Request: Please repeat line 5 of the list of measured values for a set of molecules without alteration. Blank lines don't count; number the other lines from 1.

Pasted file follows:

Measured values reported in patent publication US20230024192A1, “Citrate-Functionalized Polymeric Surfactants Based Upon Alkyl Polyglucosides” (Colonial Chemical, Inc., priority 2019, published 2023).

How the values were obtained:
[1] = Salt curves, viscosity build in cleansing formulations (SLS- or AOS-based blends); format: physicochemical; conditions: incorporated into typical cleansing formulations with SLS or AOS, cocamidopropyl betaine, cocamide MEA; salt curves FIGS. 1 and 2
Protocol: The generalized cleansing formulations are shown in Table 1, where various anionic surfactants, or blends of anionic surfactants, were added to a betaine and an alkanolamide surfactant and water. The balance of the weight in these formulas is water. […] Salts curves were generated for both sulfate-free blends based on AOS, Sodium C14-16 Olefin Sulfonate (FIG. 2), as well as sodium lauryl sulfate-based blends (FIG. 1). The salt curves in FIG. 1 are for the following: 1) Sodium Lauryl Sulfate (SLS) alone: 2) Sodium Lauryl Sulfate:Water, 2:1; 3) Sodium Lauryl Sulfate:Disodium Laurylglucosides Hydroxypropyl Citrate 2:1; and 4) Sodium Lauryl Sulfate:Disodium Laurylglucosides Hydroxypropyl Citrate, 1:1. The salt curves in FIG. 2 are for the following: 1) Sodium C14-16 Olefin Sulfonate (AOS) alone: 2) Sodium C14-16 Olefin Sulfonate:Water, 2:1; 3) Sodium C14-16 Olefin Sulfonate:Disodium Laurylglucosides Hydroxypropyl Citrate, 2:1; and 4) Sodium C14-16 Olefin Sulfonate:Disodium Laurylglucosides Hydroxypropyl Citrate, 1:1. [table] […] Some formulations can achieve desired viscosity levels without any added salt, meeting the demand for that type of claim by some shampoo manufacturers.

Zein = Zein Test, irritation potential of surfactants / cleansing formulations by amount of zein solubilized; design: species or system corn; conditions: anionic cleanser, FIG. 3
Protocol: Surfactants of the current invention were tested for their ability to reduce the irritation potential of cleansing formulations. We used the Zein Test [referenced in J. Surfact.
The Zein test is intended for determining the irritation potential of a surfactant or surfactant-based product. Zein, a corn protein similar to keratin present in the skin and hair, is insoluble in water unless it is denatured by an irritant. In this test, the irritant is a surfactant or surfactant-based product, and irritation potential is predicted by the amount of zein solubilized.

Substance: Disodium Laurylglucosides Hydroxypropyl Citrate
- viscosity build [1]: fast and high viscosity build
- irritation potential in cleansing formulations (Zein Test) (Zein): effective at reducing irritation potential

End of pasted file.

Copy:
Zein = Zein Test, irritation potential of surfactants / cleansing formulations by amount of zein solubilized; design: species or system corn; conditions: anionic cleanser, FIG. 3